Re-elected by big margins on Tuesday, Maine’s two Democratic U.S. representatives will return next year to a drastically changed Congress, controlled by Republicans.
That will reduce their influence in shaping public policy and legislation that benefits Maine, political analysts said Wednesday.
But U.S. Reps. Chellie Pingree and Mike Michaud, representing Maine’s 1st and 2nd Congressional Districts, respectively, said they plan to work as hard as ever to represent the state and find common ground with Republicans.
“A lot of the issues we work on — Bath Iron Works shipbuilding issues, the Brunswick Naval Air Station — I do a lot of things that are not really partisan issues,” said Pingree, of North Haven. “I think I’ll still have a lot of opportunities to represent Maine and work on issues I care about.”
Michaud, of East Millinocket, expects to lose his chairmanship of the Veterans Health Subcommittee, but said serving in the minority party is not new to him.
“When I was elected to Congress in 2002 I was in the minority, and I was able to get a lot of things done,” Michaud said. “I’ve done it before and I’ll do it again.”
Despite a nationwide wave on Tuesday that swept Republicans back to power in the House, Pingree and Michaud won their races by double digits.
With nearly all polling results in by late Wednesday afternoon, Pingree led her challenger, Republican Dean Scontras of Eliot, by 14 percentage points and more than 39,000 votes. Michaud led his challenger, Jason Levesque of Auburn, by 10 percentage points and more than 24,000 votes.
Michaud said he is pleased that he was able to “withstand the tsunami that hit the Democratic Party,” and thinks he did so because “we ran a very positive campaign” and he had returned to Maine on most weekends to meet with constituents.
“In Maine, we have very unique needs that are not on the Republican and Democratic national agenda,” Michaud said.
Scontras said he will not run for Congress again. “I really like the campaigning and the politics of it,” he said, “but no.”
Levesque said he was proud of his campaign and “I vow to not stop fighting.” He said he doesn’t know if he will seek elective office again.
Pingree said she was surprised by the margin of her victory, noting that Maine voters elected a Republican governor, Paul LePage, and gave control of the state House and Senate to the GOP.
“It’s a validation of the issues we ran on and the work I’ve done the last two years,” Pingree said.
Pingree’s and Michaud’s victories appeared all the more impressive as polls in the waning days of the campaign showed statistical dead heats. The Maine Poll, done for MaineToday Media by Critical Insights of Portland, issued results Friday that showed the candidates in both races neck-and-neck.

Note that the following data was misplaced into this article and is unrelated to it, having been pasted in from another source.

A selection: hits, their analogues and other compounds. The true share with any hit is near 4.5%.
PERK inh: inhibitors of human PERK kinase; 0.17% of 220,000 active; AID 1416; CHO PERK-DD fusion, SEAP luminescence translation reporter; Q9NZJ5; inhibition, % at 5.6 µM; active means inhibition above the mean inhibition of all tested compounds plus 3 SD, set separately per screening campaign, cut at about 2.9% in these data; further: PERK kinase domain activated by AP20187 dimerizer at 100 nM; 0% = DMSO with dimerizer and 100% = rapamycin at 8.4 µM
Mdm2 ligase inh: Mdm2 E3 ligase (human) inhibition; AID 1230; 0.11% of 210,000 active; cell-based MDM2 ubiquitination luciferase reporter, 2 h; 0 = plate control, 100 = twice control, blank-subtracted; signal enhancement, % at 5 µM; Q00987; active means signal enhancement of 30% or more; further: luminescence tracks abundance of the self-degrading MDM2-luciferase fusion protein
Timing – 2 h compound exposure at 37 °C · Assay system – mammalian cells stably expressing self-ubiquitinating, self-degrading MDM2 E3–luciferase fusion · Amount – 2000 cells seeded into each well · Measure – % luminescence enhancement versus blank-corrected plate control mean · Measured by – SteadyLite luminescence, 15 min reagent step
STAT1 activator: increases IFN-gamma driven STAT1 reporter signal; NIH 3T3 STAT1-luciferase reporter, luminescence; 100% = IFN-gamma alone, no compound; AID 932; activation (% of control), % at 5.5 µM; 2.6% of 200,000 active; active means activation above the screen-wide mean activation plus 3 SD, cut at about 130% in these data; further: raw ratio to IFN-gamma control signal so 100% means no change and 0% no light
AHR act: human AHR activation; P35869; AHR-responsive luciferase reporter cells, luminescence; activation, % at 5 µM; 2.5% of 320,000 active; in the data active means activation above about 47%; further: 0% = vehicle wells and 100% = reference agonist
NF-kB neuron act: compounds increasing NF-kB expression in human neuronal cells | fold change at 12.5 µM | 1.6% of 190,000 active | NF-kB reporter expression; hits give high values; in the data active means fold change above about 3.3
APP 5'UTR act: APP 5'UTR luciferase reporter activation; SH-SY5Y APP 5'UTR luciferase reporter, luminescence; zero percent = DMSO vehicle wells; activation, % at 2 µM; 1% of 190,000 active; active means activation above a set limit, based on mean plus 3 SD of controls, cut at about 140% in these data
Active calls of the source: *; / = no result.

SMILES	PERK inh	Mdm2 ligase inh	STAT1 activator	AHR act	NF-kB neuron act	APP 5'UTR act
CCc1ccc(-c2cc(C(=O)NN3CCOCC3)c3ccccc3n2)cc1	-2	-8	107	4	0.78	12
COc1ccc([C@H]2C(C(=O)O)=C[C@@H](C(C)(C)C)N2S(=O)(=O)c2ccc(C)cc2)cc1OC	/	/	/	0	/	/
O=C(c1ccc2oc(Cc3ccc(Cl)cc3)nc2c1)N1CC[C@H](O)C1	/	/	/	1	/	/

Pingree spokesman Willy Ritch called the poll “clearly flawed.” Several political science professors expressed amazement that the poll was so wrong and questioned its methodology. MaryEllen FitzGerald, president and founder of Critical Insights, defended the poll, saying there was “a tremendous amount of movement over the weekend.”
Many undecided voters “were very energized at the last-minute effort in the gubernatorial race, and that buoyed what happened in the congressional races,” she said.
Several political science professors said the GOP takeover of Congress will affect Pingree’s and Michaud’s roles, and affect Maine.
“My guess is, their influence would be reduced somewhat,” said Ron Schmidt of the University of Southern Maine. “Michaud is more in a position of strength on the veterans committee. Pingree is more of a question; this will definitely reduce her influence.”
Sandy Maisel of Colby College said each representative is “a strong incumbent who has worked the district hard and earned a reputation for good service.”
“The roles that they play will definitely change in the new Congress. While they were not in key committee leadership positions before, it is even harder to have policy influence when in the minority,” Maisel said.
“I think it greatly undermines Maine’s clout,” said Oliver Woshinsky of USM. “Maine’s interests will certainly much less be taken into account; they won’t have the ear of committee chairs or sub-chairs.”
Another result is that Maine’s two Republican U.S. senators, Susan Collins and Olympia Snowe, “will have increasing roles because their votes become more important,” said Marvin Druker of USM’s Lewiston-Auburn college. Democrats are clinging to a narrow majority in the Senate.
“Goes to show you how independent Maine is,” said James Melcher of the University of Maine at Farmington. “We have four members of Congress, two from each party, and none are going to be in the majority.”